1. The Rangers outfielder is named Josh Hamilton, not Alexander Hamilton. Alexander Hamilton did not have a well-documented struggle with drugs and alcohol, and did not have to provide urine samples three times a week during the baseball season. Also, Josh Hamilton was not killed in a duel. He continues to be on the roster of the Texas Rangers baseball team, and not the Texas Rangers law enforcement agency, which is not the law enforcement agency that first discovered Alexander Hamilton’s body after his duel. In addition, while Josh Hamilton does deposit most of his salary into a bank, he did not found the Bank of New York. That, again, was Alexander Hamilton, who, we have also been notified, had only one tattoo on his body.
2. The Cardinals enjoyed home field advantage in the series, not home fries, as we mistakenly reported. While there are unconfirmed reports that some members of the Cardinals may have enjoyed home fries at the breakfast buffet in the hotel where they stayed in Arlington, we have not been able to verify that the home fries provided any sort of advantage in the games. While the Rangers did not enjoy home field advantage, we should correct our assertion that they do not have a home field, and that many of the Rangers do not have homes. We are told that they do.
3. The manager of the Cardinals was Tony La Russa, not Tony Lasorda, Tommy Lasorda, Tommy La Russa, Antonio Saurus, Tyran O’Saurus, Bobby Los Toros, or Jennifer Aniston. We apologize for the multiple errors. Also, Tony La Russa has a “law degree,” not a “brain aneurysm,” as we originally stated. He formerly managed the Chicago White Sox, not the newest Chicago branch of the White Castle in the heart of what we called the Magnesium Mile, but is actually known as the Magnificent Mile. La Russa does not mean pedophile in Italian, and we regret giving that impression.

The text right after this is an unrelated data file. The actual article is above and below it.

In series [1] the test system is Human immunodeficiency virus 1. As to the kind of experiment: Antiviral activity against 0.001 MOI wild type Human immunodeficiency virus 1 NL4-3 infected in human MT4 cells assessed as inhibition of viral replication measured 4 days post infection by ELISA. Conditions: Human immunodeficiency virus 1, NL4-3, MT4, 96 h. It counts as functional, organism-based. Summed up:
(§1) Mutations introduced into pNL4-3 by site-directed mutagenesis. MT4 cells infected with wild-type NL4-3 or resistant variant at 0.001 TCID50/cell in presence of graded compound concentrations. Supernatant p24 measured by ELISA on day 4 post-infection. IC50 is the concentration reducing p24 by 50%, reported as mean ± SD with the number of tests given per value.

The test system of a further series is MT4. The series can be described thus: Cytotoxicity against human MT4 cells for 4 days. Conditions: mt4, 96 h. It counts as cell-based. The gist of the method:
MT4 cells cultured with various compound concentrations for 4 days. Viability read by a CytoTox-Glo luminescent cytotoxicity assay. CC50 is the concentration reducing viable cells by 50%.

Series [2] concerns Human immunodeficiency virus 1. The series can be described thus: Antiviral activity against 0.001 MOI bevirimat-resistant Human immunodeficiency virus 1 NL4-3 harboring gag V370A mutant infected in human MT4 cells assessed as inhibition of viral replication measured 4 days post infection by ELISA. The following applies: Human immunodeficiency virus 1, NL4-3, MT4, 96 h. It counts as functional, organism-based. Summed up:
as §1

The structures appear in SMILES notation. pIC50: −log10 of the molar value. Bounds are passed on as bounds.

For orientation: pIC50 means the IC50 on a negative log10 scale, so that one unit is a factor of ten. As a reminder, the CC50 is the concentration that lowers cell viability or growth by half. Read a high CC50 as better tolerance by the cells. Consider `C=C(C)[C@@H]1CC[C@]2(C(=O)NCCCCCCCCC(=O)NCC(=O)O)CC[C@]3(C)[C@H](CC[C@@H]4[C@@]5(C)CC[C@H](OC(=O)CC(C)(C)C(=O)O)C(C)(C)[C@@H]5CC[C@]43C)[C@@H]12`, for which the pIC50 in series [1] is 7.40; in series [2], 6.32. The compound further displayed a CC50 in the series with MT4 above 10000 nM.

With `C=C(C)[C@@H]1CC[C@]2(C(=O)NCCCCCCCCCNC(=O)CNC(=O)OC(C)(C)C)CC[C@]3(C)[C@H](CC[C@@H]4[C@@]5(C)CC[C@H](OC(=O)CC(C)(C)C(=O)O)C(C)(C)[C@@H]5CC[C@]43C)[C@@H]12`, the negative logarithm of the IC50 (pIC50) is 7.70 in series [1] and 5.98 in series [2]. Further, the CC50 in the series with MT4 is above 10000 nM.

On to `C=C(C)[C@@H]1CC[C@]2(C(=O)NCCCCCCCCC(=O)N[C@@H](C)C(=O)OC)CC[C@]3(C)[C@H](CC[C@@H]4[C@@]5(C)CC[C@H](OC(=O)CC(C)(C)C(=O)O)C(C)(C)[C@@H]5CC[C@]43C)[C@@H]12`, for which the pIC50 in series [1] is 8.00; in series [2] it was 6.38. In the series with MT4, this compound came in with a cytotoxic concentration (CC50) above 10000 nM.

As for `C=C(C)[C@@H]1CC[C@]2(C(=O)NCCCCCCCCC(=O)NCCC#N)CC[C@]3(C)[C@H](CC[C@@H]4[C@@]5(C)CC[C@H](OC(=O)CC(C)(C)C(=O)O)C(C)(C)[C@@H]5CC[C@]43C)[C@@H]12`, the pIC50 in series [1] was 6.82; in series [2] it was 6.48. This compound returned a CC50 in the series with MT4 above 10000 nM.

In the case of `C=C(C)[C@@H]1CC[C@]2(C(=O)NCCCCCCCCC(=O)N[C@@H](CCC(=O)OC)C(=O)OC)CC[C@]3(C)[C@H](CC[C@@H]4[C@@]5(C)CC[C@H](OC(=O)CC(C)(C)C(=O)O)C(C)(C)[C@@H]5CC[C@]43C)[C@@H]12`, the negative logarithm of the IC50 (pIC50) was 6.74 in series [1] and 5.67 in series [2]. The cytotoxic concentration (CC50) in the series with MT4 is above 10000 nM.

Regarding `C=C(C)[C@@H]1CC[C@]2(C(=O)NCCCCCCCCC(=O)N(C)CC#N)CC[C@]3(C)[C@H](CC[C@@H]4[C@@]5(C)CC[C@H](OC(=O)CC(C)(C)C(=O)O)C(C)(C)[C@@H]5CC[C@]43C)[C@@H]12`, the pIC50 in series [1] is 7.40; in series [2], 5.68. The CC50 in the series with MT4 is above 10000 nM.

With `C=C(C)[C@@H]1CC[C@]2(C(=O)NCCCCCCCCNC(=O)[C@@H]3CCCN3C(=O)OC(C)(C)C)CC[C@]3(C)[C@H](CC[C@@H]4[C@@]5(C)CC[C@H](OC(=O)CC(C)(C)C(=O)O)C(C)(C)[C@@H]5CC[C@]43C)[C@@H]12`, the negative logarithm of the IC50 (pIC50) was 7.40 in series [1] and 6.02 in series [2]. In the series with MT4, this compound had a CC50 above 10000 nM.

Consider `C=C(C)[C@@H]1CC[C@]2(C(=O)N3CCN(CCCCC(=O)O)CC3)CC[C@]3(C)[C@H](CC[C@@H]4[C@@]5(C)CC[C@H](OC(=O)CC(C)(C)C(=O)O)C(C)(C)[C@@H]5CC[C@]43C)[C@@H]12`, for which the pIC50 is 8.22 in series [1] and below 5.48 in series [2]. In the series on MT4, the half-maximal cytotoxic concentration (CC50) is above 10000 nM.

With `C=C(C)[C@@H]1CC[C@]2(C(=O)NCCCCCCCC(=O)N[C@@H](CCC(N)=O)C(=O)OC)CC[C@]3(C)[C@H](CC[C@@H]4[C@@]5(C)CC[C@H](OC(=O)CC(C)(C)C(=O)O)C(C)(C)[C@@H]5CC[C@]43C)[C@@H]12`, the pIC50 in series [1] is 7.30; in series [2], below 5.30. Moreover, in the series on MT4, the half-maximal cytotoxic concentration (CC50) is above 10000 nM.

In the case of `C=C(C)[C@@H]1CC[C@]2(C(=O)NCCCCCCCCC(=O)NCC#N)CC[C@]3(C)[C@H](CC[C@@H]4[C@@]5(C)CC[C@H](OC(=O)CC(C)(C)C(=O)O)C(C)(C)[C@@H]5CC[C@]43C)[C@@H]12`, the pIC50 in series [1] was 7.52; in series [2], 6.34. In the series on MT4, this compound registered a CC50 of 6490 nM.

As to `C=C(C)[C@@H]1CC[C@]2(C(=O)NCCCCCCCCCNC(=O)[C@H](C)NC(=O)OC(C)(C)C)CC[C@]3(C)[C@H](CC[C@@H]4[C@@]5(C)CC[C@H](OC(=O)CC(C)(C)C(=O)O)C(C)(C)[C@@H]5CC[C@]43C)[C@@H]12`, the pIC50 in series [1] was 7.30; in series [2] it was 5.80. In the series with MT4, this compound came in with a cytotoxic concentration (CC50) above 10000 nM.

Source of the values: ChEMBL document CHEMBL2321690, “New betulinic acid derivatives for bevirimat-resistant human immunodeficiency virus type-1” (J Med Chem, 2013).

4. The manager of the Rangers, needless to say, is Ron Washington, and not Martha Washington. While Ron Washington does know Josh Hamilton, Ron Washington did not know Alexander Hamilton, and Martha Washington did not know Josh Hamilton. If anyone in our audience felt we were implying some sort of love affair between any combination of Josh Hamilton, Alexander Hamilton, Ron Washington, Martha Washington, George Washington, or Washington Irving, that was due to carelessness on our part. Ron Washington has a mustache, not mountain warts, and in fact we do not know what mountain warts are, despite our insistence to the contrary.
5. The Rangers acquired pitcher Koji Uehara from the Baltimore Orioles, not IKEA, as we originally stated.
6. Yadier Molina has two older brothers who have also played major league baseball, not three sisters, a dog, and two imaginary friends, as we originally stated. He is a catcher, not a cat. That error was a result of space limitations. Yadier’s son is named Yanuell, not Caught Stealing. Molina hit a grand slam, not an obese spectator, on Opening Day 2010.
7. Lance Berkman is not a “card-carrying Communist.”
8. We are told that the bodies of 13,000 Native Americans are not in fact buried under Busch Stadium, which is also not the home of the largest bat colony in the Eastern Hemisphere. The stadium, in fact, is in the Western Hemisphere, and we should have clarified that we meant baseball bats, and not the animal. All of these facts notwithstanding, Busch Stadium has no more baseball bats than a typical baseball stadium, and does not hold any records related to the number of bats or Native Americans within the complex.
9. Mitch Moreland, not Keith Moreland, is the first baseman for the Rangers. Keith Moreland was a baseball player for the Phillies, Cubs, and Padres in the 1970s and 1980s, and was born in 1954, while Mitch Moreland was born in 1985. Thus, our repeated comments that Moreland “looks good for a 57-year-old man,” “knew Dwight Eisenhower personally,” and “seems to have been traded from the Cubs at some point in the past three decades, though the media guide is unfortunately missing those details,” were all extraneous and should never have been said.
10. The series, was not, as we mistakenly insisted, “the first to come to a peaceful end without catastrophic loss of life.” We are told that the 1959 series also ended without casualty.